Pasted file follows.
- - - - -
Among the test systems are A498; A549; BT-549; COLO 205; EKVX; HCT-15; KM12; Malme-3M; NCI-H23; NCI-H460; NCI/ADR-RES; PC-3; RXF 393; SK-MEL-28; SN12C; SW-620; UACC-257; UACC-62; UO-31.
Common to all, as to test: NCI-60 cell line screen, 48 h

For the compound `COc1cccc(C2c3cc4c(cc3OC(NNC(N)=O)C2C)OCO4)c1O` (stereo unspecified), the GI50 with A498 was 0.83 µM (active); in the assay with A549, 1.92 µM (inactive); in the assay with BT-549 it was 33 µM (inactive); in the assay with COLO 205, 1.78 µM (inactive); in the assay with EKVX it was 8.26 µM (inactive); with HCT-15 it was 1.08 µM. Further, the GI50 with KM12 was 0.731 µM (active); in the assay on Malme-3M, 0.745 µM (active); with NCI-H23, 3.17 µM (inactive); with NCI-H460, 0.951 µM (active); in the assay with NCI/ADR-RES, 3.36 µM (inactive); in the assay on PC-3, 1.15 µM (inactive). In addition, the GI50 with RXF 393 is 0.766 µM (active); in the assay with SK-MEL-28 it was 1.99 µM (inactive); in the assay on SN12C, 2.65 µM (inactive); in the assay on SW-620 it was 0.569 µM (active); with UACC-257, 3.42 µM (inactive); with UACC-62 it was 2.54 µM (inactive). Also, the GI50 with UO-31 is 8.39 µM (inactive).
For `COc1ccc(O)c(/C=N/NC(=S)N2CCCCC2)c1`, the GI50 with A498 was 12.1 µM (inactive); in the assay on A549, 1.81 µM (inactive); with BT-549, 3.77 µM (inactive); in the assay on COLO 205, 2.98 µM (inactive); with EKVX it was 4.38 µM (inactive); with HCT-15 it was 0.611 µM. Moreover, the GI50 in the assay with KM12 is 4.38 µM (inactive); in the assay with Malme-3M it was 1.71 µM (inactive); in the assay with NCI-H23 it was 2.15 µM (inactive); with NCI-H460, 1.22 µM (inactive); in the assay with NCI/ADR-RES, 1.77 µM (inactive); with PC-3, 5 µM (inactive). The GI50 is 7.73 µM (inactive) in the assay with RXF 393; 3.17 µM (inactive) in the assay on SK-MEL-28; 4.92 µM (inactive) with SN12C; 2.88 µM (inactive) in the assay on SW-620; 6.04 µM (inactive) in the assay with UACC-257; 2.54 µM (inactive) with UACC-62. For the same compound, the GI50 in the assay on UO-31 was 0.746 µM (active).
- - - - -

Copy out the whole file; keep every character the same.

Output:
Among the test systems are A498; A549; BT-549; COLO 205; EKVX; HCT-15; KM12; Malme-3M; NCI-H23; NCI-H460; NCI/ADR-RES; PC-3; RXF 393; SK-MEL-28; SN12C; SW-620; UACC-257; UACC-62; UO-31.
Common to all, as to test: NCI-60 cell line screen, 48 h

For the compound `COc1cccc(C2c3cc4c(cc3OC(NNC(N)=O)C2C)OCO4)c1O` (stereo unspecified), the GI50 with A498 was 0.83 µM (active); in the assay with A549, 1.92 µM (inactive); in the assay with BT-549 it was 33 µM (inactive); in the assay with COLO 205, 1.78 µM (inactive); in the assay with EKVX it was 8.26 µM (inactive); with HCT-15 it was 1.08 µM. Further, the GI50 with KM12 was 0.731 µM (active); in the assay on Malme-3M, 0.745 µM (active); with NCI-H23, 3.17 µM (inactive); with NCI-H460, 0.951 µM (active); in the assay with NCI/ADR-RES, 3.36 µM (inactive); in the assay on PC-3, 1.15 µM (inactive). In addition, the GI50 with RXF 393 is 0.766 µM (active); in the assay with SK-MEL-28 it was 1.99 µM (inactive); in the assay on SN12C, 2.65 µM (inactive); in the assay on SW-620 it was 0.569 µM (active); with UACC-257, 3.42 µM (inactive); with UACC-62 it was 2.54 µM (inactive). Also, the GI50 with UO-31 is 8.39 µM (inactive).
For `COc1ccc(O)c(/C=N/NC(=S)N2CCCCC2)c1`, the GI50 with A498 was 12.1 µM (inactive); in the assay on A549, 1.81 µM (inactive); with BT-549, 3.77 µM (inactive); in the assay on COLO 205, 2.98 µM (inactive); with EKVX it was 4.38 µM (inactive); with HCT-15 it was 0.611 µM. Moreover, the GI50 in the assay with KM12 is 4.38 µM (inactive); in the assay with Malme-3M it was 1.71 µM (inactive); in the assay with NCI-H23 it was 2.15 µM (inactive); with NCI-H460, 1.22 µM (inactive); in the assay with NCI/ADR-RES, 1.77 µM (inactive); with PC-3, 5 µM (inactive). The GI50 is 7.73 µM (inactive) in the assay with RXF 393; 3.17 µM (inactive) in the assay on SK-MEL-28; 4.92 µM (inactive) with SN12C; 2.88 µM (inactive) in the assay on SW-620; 6.04 µM (inactive) in the assay with UACC-257; 2.54 µM (inactive) with UACC-62. For the same compound, the GI50 in the assay on UO-31 was 0.746 µM (active).